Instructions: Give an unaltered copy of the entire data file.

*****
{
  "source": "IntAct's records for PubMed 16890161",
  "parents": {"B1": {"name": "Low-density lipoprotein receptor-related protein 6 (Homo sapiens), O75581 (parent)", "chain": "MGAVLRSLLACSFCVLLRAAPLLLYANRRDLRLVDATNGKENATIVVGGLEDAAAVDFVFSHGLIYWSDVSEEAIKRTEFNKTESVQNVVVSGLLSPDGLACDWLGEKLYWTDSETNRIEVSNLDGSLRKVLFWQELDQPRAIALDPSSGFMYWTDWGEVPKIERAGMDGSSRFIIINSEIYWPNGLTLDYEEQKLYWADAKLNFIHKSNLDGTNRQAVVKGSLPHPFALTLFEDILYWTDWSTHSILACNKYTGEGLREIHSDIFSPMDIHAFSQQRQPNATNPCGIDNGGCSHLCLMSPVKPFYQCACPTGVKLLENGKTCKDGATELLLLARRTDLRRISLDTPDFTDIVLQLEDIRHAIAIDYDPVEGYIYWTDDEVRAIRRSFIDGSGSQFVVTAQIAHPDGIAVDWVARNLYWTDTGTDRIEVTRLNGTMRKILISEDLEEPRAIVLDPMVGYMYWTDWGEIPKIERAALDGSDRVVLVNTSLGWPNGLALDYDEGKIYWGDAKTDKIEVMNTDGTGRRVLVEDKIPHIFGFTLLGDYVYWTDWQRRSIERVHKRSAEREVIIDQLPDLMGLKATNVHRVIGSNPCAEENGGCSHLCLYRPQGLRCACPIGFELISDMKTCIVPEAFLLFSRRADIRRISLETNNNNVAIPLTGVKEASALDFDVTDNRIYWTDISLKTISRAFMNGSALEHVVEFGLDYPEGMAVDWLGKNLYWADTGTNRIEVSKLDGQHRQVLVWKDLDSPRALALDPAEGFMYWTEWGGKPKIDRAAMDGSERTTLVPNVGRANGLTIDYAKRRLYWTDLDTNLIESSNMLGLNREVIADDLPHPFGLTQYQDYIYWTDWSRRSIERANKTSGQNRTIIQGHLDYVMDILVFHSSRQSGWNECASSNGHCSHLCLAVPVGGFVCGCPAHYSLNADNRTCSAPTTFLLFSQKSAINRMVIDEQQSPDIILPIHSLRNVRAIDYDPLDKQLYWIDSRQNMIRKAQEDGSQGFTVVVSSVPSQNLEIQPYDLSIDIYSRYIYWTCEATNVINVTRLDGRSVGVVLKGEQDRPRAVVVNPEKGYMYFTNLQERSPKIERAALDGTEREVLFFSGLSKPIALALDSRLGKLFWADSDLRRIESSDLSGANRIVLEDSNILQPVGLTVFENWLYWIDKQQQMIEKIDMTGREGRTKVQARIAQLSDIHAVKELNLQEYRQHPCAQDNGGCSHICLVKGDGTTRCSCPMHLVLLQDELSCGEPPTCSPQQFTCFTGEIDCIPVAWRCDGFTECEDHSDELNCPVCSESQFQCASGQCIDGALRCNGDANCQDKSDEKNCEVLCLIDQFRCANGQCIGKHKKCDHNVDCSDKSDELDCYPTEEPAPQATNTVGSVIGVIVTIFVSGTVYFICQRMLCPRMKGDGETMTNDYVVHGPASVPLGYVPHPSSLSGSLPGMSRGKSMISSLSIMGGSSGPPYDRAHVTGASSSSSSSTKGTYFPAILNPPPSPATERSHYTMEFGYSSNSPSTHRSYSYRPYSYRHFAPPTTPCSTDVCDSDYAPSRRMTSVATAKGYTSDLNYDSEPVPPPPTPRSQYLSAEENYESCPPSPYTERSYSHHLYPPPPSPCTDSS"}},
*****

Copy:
{
  "source": "IntAct's records for PubMed 16890161",
  "parents": {"B1": {"name": "Low-density lipoprotein receptor-related protein 6 (Homo sapiens), O75581 (parent)", "chain": "MGAVLRSLLACSFCVLLRAAPLLLYANRRDLRLVDATNGKENATIVVGGLEDAAAVDFVFSHGLIYWSDVSEEAIKRTEFNKTESVQNVVVSGLLSPDGLACDWLGEKLYWTDSETNRIEVSNLDGSLRKVLFWQELDQPRAIALDPSSGFMYWTDWGEVPKIERAGMDGSSRFIIINSEIYWPNGLTLDYEEQKLYWADAKLNFIHKSNLDGTNRQAVVKGSLPHPFALTLFEDILYWTDWSTHSILACNKYTGEGLREIHSDIFSPMDIHAFSQQRQPNATNPCGIDNGGCSHLCLMSPVKPFYQCACPTGVKLLENGKTCKDGATELLLLARRTDLRRISLDTPDFTDIVLQLEDIRHAIAIDYDPVEGYIYWTDDEVRAIRRSFIDGSGSQFVVTAQIAHPDGIAVDWVARNLYWTDTGTDRIEVTRLNGTMRKILISEDLEEPRAIVLDPMVGYMYWTDWGEIPKIERAALDGSDRVVLVNTSLGWPNGLALDYDEGKIYWGDAKTDKIEVMNTDGTGRRVLVEDKIPHIFGFTLLGDYVYWTDWQRRSIERVHKRSAEREVIIDQLPDLMGLKATNVHRVIGSNPCAEENGGCSHLCLYRPQGLRCACPIGFELISDMKTCIVPEAFLLFSRRADIRRISLETNNNNVAIPLTGVKEASALDFDVTDNRIYWTDISLKTISRAFMNGSALEHVVEFGLDYPEGMAVDWLGKNLYWADTGTNRIEVSKLDGQHRQVLVWKDLDSPRALALDPAEGFMYWTEWGGKPKIDRAAMDGSERTTLVPNVGRANGLTIDYAKRRLYWTDLDTNLIESSNMLGLNREVIADDLPHPFGLTQYQDYIYWTDWSRRSIERANKTSGQNRTIIQGHLDYVMDILVFHSSRQSGWNECASSNGHCSHLCLAVPVGGFVCGCPAHYSLNADNRTCSAPTTFLLFSQKSAINRMVIDEQQSPDIILPIHSLRNVRAIDYDPLDKQLYWIDSRQNMIRKAQEDGSQGFTVVVSSVPSQNLEIQPYDLSIDIYSRYIYWTCEATNVINVTRLDGRSVGVVLKGEQDRPRAVVVNPEKGYMYFTNLQERSPKIERAALDGTEREVLFFSGLSKPIALALDSRLGKLFWADSDLRRIESSDLSGANRIVLEDSNILQPVGLTVFENWLYWIDKQQQMIEKIDMTGREGRTKVQARIAQLSDIHAVKELNLQEYRQHPCAQDNGGCSHICLVKGDGTTRCSCPMHLVLLQDELSCGEPPTCSPQQFTCFTGEIDCIPVAWRCDGFTECEDHSDELNCPVCSESQFQCASGQCIDGALRCNGDANCQDKSDEKNCEVLCLIDQFRCANGQCIGKHKKCDHNVDCSDKSDELDCYPTEEPAPQATNTVGSVIGVIVTIFVSGTVYFICQRMLCPRMKGDGETMTNDYVVHGPASVPLGYVPHPSSLSGSLPGMSRGKSMISSLSIMGGSSGPPYDRAHVTGASSSSSSSTKGTYFPAILNPPPSPATERSHYTMEFGYSSNSPSTHRSYSYRPYSYRHFAPPTTPCSTDVCDSDYAPSRRMTSVATAKGYTSDLNYDSEPVPPPPTPRSQYLSAEENYESCPPSPYTERSYSHHLYPPPPSPCTDSS"}},